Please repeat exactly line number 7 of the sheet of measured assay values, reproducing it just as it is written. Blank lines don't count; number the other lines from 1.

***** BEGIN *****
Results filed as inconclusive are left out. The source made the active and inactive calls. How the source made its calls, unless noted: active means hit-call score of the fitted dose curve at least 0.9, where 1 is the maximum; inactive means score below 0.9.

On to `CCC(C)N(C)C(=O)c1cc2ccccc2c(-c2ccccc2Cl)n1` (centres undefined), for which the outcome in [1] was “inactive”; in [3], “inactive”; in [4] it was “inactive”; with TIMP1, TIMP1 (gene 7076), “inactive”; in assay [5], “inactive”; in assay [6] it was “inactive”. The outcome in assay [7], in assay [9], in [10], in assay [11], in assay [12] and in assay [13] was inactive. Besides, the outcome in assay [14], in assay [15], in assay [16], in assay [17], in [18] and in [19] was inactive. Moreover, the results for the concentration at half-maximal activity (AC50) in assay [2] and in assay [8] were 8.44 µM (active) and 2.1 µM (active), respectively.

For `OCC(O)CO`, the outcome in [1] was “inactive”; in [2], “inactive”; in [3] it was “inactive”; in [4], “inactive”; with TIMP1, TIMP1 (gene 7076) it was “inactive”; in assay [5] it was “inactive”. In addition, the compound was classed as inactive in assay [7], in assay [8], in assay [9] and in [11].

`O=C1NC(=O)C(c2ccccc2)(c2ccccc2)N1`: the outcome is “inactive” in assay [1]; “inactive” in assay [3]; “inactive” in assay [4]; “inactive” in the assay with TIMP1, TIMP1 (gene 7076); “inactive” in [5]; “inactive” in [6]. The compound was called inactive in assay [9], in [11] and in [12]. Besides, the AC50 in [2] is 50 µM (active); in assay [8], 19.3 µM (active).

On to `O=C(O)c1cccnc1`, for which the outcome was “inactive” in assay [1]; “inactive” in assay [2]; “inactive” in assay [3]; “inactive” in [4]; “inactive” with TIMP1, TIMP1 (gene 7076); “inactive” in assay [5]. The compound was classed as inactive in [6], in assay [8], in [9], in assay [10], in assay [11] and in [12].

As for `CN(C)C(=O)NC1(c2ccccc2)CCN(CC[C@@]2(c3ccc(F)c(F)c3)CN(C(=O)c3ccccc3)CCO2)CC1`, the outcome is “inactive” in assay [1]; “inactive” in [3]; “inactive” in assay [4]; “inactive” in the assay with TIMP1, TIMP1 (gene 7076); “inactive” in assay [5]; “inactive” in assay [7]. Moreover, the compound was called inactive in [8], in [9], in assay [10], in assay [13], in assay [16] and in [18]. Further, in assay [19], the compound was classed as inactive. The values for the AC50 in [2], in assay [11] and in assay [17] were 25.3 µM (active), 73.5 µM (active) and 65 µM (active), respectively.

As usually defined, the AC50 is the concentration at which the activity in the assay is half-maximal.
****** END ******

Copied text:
As usually defined, the AC50 is the concentration at which the activity in the assay is half-maximal.